Looking at the entire industry, Bolivia's 28 privately owned coffee firms exported $19.2 million worth of beans during the 1996-97 season, or about 73% of the total. And just over one in four of that volume was exported by one firm: Copacabana S.A. Other top exporters include Exibo Ltda., Anditrade, Emdex SRL, Soinca Ltda. and Cafedex SRL.

Bolivia's 14 coffee cooperatives -- dominated by Pacajes Ltda. -- accounted for the remaining 27% of exports. Both the private companies and the co-ops belong to Cobolca.

While coffee may not be that important in dollar terms, it does provide lots of jobs. The sector employs roughly 22,000 campesinos, with another 8,000 working in sales, transportation and other coffee-related industries.

During the 1996-97 coffee season, Germany was far and away Bolivia's best customer for coffee, taking $17.5 million worth, or nearly 67% of the total. In second place was the United States, with $2.5 million (9.5%), followed by Holland (8%); Czechoslovakia (3%); Poland (2.8%) and Spain (2%). In years past, Middle East nations such as Saudi Arabia, Jordan, Syria and Oman were big buyers of Bolivian coffee, but no longer.

"We used to export to Arab countries in large quantities, because they were willing to pay good prices," says Oscar Delgado Pabón, vice-president of Bolivia's Asociación Nacional de Exportadores de Café (ANDEC), which is itself a member of Cobolca. "Nowadays, these countries aren't willing to pay such prices. Now they buy from India."

Asked why Germany buys most of the Bolivian coffee crop, Delgado says statistics can sometimes be misleading, since most European-bound beans are shipped to the port of Hamburg. "That's where it enters," he says, "but not 100% of it goes to Germany. We don't know what percentage ends up in Switzerland, Belgium or Sweden."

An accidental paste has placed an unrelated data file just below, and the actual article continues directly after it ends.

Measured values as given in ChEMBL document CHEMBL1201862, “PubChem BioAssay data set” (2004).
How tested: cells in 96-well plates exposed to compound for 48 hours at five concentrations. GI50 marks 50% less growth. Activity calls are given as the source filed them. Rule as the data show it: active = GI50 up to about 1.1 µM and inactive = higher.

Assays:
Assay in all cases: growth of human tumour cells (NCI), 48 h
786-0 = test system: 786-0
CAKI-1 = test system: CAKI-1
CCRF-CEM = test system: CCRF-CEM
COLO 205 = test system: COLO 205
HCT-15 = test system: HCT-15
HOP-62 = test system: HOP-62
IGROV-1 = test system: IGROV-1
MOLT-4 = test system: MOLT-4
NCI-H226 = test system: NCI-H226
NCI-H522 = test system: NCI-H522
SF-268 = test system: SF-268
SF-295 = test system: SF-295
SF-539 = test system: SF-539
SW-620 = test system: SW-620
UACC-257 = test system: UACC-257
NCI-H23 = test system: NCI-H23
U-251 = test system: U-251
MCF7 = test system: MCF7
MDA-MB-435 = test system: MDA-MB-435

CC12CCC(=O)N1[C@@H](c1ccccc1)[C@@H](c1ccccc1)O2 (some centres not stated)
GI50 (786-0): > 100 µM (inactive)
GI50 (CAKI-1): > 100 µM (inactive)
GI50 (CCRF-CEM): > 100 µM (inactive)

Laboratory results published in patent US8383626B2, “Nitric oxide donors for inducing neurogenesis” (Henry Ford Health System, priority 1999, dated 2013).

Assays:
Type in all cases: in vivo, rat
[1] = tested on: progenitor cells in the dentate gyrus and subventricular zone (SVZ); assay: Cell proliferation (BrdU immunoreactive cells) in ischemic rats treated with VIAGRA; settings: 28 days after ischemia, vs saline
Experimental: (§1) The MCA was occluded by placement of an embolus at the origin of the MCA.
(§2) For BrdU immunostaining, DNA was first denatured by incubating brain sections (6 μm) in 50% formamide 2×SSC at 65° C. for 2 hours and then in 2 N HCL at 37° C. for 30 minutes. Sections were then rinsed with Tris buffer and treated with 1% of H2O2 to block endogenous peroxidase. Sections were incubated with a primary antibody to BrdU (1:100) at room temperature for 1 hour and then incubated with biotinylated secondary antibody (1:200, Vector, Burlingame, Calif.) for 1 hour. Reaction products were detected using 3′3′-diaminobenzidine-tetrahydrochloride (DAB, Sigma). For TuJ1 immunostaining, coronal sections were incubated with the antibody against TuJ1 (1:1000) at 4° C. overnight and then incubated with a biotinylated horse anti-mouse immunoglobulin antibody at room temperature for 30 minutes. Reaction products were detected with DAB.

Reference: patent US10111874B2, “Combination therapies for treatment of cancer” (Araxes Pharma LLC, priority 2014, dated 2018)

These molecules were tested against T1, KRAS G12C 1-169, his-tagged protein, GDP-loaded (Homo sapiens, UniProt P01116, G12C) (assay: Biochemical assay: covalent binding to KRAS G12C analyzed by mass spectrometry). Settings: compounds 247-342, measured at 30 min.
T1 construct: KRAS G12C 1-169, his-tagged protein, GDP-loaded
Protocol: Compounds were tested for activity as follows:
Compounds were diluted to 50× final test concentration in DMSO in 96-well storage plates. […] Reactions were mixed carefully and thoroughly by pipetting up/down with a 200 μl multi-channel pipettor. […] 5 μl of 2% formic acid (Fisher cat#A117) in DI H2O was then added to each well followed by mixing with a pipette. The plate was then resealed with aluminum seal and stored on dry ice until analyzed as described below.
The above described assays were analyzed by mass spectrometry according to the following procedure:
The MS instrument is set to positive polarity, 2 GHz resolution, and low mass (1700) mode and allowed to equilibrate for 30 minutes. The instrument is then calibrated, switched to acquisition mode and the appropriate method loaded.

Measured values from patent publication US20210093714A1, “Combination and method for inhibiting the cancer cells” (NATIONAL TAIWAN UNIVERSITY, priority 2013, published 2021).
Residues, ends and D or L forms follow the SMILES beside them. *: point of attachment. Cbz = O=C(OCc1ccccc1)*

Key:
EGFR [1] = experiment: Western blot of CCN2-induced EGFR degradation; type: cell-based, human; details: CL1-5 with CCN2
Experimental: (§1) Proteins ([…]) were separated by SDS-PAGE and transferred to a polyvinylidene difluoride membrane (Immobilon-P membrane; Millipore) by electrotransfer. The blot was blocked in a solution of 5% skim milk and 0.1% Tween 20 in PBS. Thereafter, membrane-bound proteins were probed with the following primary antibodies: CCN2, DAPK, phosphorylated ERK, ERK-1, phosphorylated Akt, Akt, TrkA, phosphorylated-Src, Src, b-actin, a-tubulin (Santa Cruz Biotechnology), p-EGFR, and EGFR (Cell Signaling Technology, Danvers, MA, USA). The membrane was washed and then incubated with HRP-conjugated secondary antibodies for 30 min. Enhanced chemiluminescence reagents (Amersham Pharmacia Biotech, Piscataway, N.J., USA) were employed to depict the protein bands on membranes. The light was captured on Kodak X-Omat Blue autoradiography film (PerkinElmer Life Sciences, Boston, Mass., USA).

Mauricio Virraroel Castro, general manager of Cobolca, told The Tea & Coffee Trade Journal that "the conditions are ideal to produce coffee of very high quality, but obviously not all coffee is high-quality. We have different varieties being mixed together, and this doesn't give us consistent quality. We just haven't made enough effort to enter the U.S. market as we should have."

Adds Delgado: "Since 1992, we have a lab that cups coffee. That's when the shipments are approved or rejected. If they're rejected, they have to be reprocessed. That's how we can assure that Bolivia will export, if not a consistent cup, at least a clean cup."

Castro says his agency is making efforts to market specific brands based on different altitudes and qualities -- much like Puerto Rico and Guatemala do with great success -- but that "it's going to take awhile. It's a long-term project."